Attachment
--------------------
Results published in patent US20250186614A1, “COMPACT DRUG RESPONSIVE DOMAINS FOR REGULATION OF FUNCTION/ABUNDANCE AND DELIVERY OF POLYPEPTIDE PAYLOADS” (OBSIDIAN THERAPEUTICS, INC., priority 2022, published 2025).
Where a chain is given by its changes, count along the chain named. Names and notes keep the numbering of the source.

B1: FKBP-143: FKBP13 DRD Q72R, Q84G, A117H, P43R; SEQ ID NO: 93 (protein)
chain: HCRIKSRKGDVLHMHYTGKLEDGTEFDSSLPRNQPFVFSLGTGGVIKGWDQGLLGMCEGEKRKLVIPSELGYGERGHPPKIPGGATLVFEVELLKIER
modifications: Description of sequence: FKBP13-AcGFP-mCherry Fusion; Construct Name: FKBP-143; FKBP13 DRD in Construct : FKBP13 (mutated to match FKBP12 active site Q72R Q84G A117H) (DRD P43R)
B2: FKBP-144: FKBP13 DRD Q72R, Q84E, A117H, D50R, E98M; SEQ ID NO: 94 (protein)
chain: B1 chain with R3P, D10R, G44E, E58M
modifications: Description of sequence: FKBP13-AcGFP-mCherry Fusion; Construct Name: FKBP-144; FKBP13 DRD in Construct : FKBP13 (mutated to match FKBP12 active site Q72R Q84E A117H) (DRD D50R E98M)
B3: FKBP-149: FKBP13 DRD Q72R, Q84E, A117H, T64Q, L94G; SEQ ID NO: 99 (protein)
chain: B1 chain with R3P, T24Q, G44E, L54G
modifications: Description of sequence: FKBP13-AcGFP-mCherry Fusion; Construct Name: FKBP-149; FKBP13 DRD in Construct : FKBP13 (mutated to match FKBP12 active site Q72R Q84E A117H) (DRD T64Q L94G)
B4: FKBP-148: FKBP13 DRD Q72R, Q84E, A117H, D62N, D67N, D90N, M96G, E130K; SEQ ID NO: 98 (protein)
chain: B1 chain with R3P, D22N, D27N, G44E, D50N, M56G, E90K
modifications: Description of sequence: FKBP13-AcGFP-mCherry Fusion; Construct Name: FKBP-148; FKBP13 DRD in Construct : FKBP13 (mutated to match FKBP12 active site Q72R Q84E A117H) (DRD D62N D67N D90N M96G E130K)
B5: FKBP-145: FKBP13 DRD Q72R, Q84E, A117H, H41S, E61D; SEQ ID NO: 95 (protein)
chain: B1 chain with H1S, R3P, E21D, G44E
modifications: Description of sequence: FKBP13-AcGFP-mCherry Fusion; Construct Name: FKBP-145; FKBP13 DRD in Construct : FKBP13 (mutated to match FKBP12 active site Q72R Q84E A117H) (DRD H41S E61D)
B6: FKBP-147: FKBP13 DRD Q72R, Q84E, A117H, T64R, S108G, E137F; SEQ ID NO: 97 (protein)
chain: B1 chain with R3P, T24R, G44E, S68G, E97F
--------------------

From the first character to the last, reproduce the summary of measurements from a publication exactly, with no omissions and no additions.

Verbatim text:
Results published in patent US20250186614A1, “COMPACT DRUG RESPONSIVE DOMAINS FOR REGULATION OF FUNCTION/ABUNDANCE AND DELIVERY OF POLYPEPTIDE PAYLOADS” (OBSIDIAN THERAPEUTICS, INC., priority 2022, published 2025).
Where a chain is given by its changes, count along the chain named. Names and notes keep the numbering of the source.

B1: FKBP-143: FKBP13 DRD Q72R, Q84G, A117H, P43R; SEQ ID NO: 93 (protein)
chain: HCRIKSRKGDVLHMHYTGKLEDGTEFDSSLPRNQPFVFSLGTGGVIKGWDQGLLGMCEGEKRKLVIPSELGYGERGHPPKIPGGATLVFEVELLKIER
modifications: Description of sequence: FKBP13-AcGFP-mCherry Fusion; Construct Name: FKBP-143; FKBP13 DRD in Construct : FKBP13 (mutated to match FKBP12 active site Q72R Q84G A117H) (DRD P43R)
B2: FKBP-144: FKBP13 DRD Q72R, Q84E, A117H, D50R, E98M; SEQ ID NO: 94 (protein)
chain: B1 chain with R3P, D10R, G44E, E58M
modifications: Description of sequence: FKBP13-AcGFP-mCherry Fusion; Construct Name: FKBP-144; FKBP13 DRD in Construct : FKBP13 (mutated to match FKBP12 active site Q72R Q84E A117H) (DRD D50R E98M)
B3: FKBP-149: FKBP13 DRD Q72R, Q84E, A117H, T64Q, L94G; SEQ ID NO: 99 (protein)
chain: B1 chain with R3P, T24Q, G44E, L54G
modifications: Description of sequence: FKBP13-AcGFP-mCherry Fusion; Construct Name: FKBP-149; FKBP13 DRD in Construct : FKBP13 (mutated to match FKBP12 active site Q72R Q84E A117H) (DRD T64Q L94G)
B4: FKBP-148: FKBP13 DRD Q72R, Q84E, A117H, D62N, D67N, D90N, M96G, E130K; SEQ ID NO: 98 (protein)
chain: B1 chain with R3P, D22N, D27N, G44E, D50N, M56G, E90K
modifications: Description of sequence: FKBP13-AcGFP-mCherry Fusion; Construct Name: FKBP-148; FKBP13 DRD in Construct : FKBP13 (mutated to match FKBP12 active site Q72R Q84E A117H) (DRD D62N D67N D90N M96G E130K)
B5: FKBP-145: FKBP13 DRD Q72R, Q84E, A117H, H41S, E61D; SEQ ID NO: 95 (protein)
chain: B1 chain with H1S, R3P, E21D, G44E
modifications: Description of sequence: FKBP13-AcGFP-mCherry Fusion; Construct Name: FKBP-145; FKBP13 DRD in Construct : FKBP13 (mutated to match FKBP12 active site Q72R Q84E A117H) (DRD H41S E61D)
B6: FKBP-147: FKBP13 DRD Q72R, Q84E, A117H, T64R, S108G, E137F; SEQ ID NO: 97 (protein)
chain: B1 chain with R3P, T24R, G44E, S68G, E97F